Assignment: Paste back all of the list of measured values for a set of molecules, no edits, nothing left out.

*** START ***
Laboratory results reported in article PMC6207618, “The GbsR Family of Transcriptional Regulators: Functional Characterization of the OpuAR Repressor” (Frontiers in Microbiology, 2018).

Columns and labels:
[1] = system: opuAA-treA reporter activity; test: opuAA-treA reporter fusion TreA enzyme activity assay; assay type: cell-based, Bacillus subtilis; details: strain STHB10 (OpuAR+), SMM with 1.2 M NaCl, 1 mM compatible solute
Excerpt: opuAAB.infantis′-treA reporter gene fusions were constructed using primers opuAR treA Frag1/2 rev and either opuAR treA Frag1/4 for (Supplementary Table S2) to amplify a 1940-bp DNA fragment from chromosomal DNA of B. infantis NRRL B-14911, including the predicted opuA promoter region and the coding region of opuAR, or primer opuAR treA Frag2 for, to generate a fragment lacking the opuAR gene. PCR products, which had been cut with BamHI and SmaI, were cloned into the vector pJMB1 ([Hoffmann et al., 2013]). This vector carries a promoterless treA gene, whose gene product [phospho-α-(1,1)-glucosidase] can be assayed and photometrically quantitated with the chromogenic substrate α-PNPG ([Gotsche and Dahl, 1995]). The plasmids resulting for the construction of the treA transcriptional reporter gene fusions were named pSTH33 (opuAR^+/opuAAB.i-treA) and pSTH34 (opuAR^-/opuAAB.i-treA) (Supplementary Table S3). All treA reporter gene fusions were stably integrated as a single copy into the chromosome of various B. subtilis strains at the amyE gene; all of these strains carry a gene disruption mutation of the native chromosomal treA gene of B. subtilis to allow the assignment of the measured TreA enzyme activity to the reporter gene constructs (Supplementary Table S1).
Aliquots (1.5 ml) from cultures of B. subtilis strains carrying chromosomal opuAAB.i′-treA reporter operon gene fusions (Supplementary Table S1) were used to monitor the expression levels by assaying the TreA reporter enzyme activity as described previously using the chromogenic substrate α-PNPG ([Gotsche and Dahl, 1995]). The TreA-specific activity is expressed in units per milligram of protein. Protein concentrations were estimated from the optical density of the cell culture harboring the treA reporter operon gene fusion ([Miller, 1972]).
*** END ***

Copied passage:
Laboratory results reported in article PMC6207618, “The GbsR Family of Transcriptional Regulators: Functional Characterization of the OpuAR Repressor” (Frontiers in Microbiology, 2018).

Columns and labels:
[1] = system: opuAA-treA reporter activity; test: opuAA-treA reporter fusion TreA enzyme activity assay; assay type: cell-based, Bacillus subtilis; details: strain STHB10 (OpuAR+), SMM with 1.2 M NaCl, 1 mM compatible solute
Excerpt: opuAAB.infantis′-treA reporter gene fusions were constructed using primers opuAR treA Frag1/2 rev and either opuAR treA Frag1/4 for (Supplementary Table S2) to amplify a 1940-bp DNA fragment from chromosomal DNA of B. infantis NRRL B-14911, including the predicted opuA promoter region and the coding region of opuAR, or primer opuAR treA Frag2 for, to generate a fragment lacking the opuAR gene. PCR products, which had been cut with BamHI and SmaI, were cloned into the vector pJMB1 ([Hoffmann et al., 2013]). This vector carries a promoterless treA gene, whose gene product [phospho-α-(1,1)-glucosidase] can be assayed and photometrically quantitated with the chromogenic substrate α-PNPG ([Gotsche and Dahl, 1995]). The plasmids resulting for the construction of the treA transcriptional reporter gene fusions were named pSTH33 (opuAR^+/opuAAB.i-treA) and pSTH34 (opuAR^-/opuAAB.i-treA) (Supplementary Table S3). All treA reporter gene fusions were stably integrated as a single copy into the chromosome of various B. subtilis strains at the amyE gene; all of these strains carry a gene disruption mutation of the native chromosomal treA gene of B. subtilis to allow the assignment of the measured TreA enzyme activity to the reporter gene constructs (Supplementary Table S1).
Aliquots (1.5 ml) from cultures of B. subtilis strains carrying chromosomal opuAAB.i′-treA reporter operon gene fusions (Supplementary Table S1) were used to monitor the expression levels by assaying the TreA reporter enzyme activity as described previously using the chromogenic substrate α-PNPG ([Gotsche and Dahl, 1995]). The TreA-specific activity is expressed in units per milligram of protein. Protein concentrations were estimated from the optical density of the cell culture harboring the treA reporter operon gene fusion ([Miller, 1972]).